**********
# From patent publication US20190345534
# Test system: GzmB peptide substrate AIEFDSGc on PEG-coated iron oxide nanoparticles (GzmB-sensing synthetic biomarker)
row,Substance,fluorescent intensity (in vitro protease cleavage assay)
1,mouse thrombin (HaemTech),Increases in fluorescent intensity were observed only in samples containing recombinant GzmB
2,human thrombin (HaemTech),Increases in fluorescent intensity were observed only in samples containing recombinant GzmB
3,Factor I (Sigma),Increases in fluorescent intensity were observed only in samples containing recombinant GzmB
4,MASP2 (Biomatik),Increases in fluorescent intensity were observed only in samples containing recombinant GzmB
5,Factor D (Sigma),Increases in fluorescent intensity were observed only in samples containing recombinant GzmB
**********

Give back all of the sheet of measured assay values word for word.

# From patent publication US20190345534
# Test system: GzmB peptide substrate AIEFDSGc on PEG-coated iron oxide nanoparticles (GzmB-sensing synthetic biomarker)
row,Substance,fluorescent intensity (in vitro protease cleavage assay)
1,mouse thrombin (HaemTech),Increases in fluorescent intensity were observed only in samples containing recombinant GzmB
2,human thrombin (HaemTech),Increases in fluorescent intensity were observed only in samples containing recombinant GzmB
3,Factor I (Sigma),Increases in fluorescent intensity were observed only in samples containing recombinant GzmB
4,MASP2 (Biomatik),Increases in fluorescent intensity were observed only in samples containing recombinant GzmB
5,Factor D (Sigma),Increases in fluorescent intensity were observed only in samples containing recombinant GzmB